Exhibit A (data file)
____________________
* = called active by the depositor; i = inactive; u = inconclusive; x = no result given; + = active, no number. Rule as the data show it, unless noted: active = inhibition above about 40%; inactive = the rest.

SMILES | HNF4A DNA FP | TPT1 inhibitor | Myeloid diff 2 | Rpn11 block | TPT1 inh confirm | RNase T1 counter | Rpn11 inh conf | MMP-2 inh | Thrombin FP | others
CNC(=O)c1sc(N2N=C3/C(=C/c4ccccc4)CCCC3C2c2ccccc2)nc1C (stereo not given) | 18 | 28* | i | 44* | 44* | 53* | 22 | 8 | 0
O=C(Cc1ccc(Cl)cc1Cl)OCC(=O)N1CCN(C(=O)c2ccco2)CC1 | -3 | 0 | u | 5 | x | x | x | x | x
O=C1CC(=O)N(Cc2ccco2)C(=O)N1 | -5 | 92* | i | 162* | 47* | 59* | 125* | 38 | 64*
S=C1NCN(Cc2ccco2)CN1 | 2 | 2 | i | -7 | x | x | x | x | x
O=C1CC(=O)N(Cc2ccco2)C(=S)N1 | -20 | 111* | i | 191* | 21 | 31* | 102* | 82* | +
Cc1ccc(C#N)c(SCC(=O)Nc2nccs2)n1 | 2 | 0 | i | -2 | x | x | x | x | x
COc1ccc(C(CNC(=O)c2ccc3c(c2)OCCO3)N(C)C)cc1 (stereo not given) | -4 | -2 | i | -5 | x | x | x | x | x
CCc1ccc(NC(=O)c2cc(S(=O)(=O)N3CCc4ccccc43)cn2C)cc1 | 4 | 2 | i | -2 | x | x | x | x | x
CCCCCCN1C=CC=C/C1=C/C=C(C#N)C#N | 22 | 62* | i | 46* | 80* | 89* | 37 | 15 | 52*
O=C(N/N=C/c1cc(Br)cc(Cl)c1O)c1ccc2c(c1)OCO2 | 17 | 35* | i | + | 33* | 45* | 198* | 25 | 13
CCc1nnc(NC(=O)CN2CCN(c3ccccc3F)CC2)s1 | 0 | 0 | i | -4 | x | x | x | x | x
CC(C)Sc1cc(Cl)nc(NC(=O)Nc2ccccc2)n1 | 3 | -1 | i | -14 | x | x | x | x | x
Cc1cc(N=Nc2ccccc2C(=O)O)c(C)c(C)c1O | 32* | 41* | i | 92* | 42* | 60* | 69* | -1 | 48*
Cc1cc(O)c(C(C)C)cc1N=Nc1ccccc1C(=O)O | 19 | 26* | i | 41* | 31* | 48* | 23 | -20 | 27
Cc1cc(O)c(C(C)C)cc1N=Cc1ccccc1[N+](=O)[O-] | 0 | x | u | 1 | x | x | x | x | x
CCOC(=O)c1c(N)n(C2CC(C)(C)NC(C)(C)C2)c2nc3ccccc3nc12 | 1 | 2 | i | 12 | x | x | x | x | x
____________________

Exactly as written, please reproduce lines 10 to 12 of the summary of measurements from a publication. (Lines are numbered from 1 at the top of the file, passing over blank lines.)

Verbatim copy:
CCc1ccc(NC(=O)c2cc(S(=O)(=O)N3CCc4ccccc43)cn2C)cc1 | 4 | 2 | i | -2 | x | x | x | x | x
CCCCCCN1C=CC=C/C1=C/C=C(C#N)C#N | 22 | 62* | i | 46* | 80* | 89* | 37 | 15 | 52*
O=C(N/N=C/c1cc(Br)cc(Cl)c1O)c1ccc2c(c1)OCO2 | 17 | 35* | i | + | 33* | 45* | 198* | 25 | 13